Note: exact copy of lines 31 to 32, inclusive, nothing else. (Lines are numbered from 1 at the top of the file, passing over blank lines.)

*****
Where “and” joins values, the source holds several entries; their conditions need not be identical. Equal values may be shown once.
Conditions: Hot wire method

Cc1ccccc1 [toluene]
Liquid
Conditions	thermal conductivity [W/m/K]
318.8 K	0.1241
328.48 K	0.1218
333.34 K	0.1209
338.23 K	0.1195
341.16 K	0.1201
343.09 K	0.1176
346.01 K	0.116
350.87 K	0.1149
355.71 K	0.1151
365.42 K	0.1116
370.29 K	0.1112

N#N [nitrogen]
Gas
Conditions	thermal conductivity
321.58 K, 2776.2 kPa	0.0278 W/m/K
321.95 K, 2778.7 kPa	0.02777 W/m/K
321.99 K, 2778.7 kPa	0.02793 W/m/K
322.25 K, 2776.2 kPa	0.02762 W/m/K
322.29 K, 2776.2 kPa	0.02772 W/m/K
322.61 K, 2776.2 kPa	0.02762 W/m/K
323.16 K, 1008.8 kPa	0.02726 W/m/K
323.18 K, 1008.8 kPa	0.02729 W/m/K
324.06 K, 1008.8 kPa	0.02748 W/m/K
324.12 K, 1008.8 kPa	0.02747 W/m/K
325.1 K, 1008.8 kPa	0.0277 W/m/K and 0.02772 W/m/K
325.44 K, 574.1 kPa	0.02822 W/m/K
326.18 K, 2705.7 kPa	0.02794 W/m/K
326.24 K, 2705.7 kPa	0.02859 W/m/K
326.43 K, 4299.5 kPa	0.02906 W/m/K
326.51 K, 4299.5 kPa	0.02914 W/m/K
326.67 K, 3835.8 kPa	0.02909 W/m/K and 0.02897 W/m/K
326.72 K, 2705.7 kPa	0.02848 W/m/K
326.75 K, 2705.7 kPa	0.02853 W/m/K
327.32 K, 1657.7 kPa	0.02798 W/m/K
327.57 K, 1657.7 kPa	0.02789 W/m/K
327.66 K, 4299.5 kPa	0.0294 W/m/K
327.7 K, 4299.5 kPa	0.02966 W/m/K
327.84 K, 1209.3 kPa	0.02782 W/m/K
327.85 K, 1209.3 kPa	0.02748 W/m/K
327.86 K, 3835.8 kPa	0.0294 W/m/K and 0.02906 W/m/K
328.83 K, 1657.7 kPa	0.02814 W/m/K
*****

325.44 K, 574.1 kPa	0.02822 W/m/K
326.18 K, 2705.7 kPa	0.02794 W/m/K